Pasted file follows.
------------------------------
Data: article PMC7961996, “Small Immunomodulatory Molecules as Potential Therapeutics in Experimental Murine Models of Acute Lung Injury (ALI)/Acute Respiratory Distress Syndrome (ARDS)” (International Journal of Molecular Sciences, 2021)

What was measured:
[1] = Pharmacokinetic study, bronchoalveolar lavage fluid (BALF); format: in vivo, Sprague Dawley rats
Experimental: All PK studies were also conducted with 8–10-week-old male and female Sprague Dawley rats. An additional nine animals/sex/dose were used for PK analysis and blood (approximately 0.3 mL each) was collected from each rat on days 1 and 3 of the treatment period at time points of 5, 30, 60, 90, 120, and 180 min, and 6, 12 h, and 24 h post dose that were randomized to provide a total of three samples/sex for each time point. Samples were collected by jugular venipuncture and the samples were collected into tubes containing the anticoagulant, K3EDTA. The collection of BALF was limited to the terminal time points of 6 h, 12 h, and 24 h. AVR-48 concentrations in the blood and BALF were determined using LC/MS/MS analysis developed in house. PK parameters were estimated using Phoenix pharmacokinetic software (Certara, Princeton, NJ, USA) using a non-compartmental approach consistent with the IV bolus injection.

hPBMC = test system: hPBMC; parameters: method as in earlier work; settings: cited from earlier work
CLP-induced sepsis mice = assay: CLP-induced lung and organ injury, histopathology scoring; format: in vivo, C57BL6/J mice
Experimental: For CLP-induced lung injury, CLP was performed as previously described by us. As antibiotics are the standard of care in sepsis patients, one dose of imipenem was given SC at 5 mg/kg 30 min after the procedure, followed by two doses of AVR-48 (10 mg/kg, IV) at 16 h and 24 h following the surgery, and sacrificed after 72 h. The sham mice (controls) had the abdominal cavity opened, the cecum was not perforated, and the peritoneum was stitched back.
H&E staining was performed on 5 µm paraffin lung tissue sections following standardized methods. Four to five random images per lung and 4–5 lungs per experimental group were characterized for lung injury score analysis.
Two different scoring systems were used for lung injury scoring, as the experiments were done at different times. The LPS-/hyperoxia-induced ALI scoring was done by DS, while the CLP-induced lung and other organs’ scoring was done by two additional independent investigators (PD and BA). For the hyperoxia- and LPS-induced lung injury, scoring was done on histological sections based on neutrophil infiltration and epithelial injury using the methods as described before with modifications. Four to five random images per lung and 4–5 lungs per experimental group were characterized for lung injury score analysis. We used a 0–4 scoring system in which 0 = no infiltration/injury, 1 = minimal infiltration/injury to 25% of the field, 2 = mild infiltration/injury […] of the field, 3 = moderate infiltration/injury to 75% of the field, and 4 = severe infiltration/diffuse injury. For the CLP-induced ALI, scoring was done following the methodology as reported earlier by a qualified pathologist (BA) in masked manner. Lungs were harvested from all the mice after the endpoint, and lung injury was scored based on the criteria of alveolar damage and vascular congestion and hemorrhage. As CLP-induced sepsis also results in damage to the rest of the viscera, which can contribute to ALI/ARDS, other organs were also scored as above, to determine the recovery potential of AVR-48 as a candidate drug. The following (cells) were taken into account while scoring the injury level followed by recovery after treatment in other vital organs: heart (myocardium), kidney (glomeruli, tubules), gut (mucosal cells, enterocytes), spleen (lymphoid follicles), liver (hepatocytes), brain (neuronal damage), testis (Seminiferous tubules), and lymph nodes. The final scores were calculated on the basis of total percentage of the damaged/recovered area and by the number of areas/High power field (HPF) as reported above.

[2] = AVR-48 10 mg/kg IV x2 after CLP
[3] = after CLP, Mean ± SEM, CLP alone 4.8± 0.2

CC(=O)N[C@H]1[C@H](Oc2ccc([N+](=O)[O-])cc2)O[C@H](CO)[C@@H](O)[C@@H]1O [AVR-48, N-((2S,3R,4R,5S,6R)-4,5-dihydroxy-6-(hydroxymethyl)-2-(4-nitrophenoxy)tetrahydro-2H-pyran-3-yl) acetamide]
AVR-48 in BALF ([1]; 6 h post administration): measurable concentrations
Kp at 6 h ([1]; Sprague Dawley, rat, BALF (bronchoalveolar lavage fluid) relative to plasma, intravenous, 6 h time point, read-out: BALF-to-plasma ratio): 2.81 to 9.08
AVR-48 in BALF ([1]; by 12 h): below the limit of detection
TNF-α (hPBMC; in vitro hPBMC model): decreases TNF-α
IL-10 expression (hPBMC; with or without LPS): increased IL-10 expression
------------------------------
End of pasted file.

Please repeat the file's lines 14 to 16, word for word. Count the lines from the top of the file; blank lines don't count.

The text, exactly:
Kp at 6 h ([1]; Sprague Dawley, rat, BALF (bronchoalveolar lavage fluid) relative to plasma, intravenous, 6 h time point, read-out: BALF-to-plasma ratio): 2.81 to 9.08
AVR-48 in BALF ([1]; by 12 h): below the limit of detection
TNF-α (hPBMC; in vitro hPBMC model): decreases TNF-α